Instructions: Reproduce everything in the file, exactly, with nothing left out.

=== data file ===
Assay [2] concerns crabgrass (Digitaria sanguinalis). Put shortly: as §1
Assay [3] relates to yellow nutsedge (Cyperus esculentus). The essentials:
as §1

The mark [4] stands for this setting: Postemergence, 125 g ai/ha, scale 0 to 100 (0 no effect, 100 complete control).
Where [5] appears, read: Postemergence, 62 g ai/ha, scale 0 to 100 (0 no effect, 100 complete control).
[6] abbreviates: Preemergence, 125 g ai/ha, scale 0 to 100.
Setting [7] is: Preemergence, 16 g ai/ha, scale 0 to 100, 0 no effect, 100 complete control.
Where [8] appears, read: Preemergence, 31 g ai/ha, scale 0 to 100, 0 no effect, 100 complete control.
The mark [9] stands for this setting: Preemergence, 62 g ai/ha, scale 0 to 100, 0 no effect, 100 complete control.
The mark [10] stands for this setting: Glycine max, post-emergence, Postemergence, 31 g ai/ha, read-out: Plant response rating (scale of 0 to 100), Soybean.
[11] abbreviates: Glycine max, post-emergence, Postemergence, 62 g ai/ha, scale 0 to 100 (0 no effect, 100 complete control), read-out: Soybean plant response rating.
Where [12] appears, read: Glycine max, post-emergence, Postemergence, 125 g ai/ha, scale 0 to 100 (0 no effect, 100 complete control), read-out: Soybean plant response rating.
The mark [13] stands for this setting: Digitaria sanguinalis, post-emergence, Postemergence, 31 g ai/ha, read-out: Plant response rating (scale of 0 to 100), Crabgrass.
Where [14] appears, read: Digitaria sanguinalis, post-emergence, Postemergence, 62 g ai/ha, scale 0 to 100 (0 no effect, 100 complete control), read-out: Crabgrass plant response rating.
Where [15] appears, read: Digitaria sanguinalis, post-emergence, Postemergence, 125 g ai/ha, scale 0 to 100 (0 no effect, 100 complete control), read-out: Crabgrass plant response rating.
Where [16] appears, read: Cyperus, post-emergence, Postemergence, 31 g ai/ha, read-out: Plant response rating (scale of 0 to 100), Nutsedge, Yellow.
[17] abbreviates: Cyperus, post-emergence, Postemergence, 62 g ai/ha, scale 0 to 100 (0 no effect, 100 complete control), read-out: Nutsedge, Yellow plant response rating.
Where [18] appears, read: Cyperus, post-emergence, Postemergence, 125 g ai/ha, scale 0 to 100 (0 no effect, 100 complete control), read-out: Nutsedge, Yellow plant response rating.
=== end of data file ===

Assay [2] concerns crabgrass (Digitaria sanguinalis). Put shortly: as §1
Assay [3] relates to yellow nutsedge (Cyperus esculentus). The essentials:
as §1

The mark [4] stands for this setting: Postemergence, 125 g ai/ha, scale 0 to 100 (0 no effect, 100 complete control).
Where [5] appears, read: Postemergence, 62 g ai/ha, scale 0 to 100 (0 no effect, 100 complete control).
[6] abbreviates: Preemergence, 125 g ai/ha, scale 0 to 100.
Setting [7] is: Preemergence, 16 g ai/ha, scale 0 to 100, 0 no effect, 100 complete control.
Where [8] appears, read: Preemergence, 31 g ai/ha, scale 0 to 100, 0 no effect, 100 complete control.
The mark [9] stands for this setting: Preemergence, 62 g ai/ha, scale 0 to 100, 0 no effect, 100 complete control.
The mark [10] stands for this setting: Glycine max, post-emergence, Postemergence, 31 g ai/ha, read-out: Plant response rating (scale of 0 to 100), Soybean.
[11] abbreviates: Glycine max, post-emergence, Postemergence, 62 g ai/ha, scale 0 to 100 (0 no effect, 100 complete control), read-out: Soybean plant response rating.
Where [12] appears, read: Glycine max, post-emergence, Postemergence, 125 g ai/ha, scale 0 to 100 (0 no effect, 100 complete control), read-out: Soybean plant response rating.
The mark [13] stands for this setting: Digitaria sanguinalis, post-emergence, Postemergence, 31 g ai/ha, read-out: Plant response rating (scale of 0 to 100), Crabgrass.
Where [14] appears, read: Digitaria sanguinalis, post-emergence, Postemergence, 62 g ai/ha, scale 0 to 100 (0 no effect, 100 complete control), read-out: Crabgrass plant response rating.
Where [15] appears, read: Digitaria sanguinalis, post-emergence, Postemergence, 125 g ai/ha, scale 0 to 100 (0 no effect, 100 complete control), read-out: Crabgrass plant response rating.
Where [16] appears, read: Cyperus, post-emergence, Postemergence, 31 g ai/ha, read-out: Plant response rating (scale of 0 to 100), Nutsedge, Yellow.
[17] abbreviates: Cyperus, post-emergence, Postemergence, 62 g ai/ha, scale 0 to 100 (0 no effect, 100 complete control), read-out: Nutsedge, Yellow plant response rating.
Where [18] appears, read: Cyperus, post-emergence, Postemergence, 125 g ai/ha, scale 0 to 100 (0 no effect, 100 complete control), read-out: Nutsedge, Yellow plant response rating.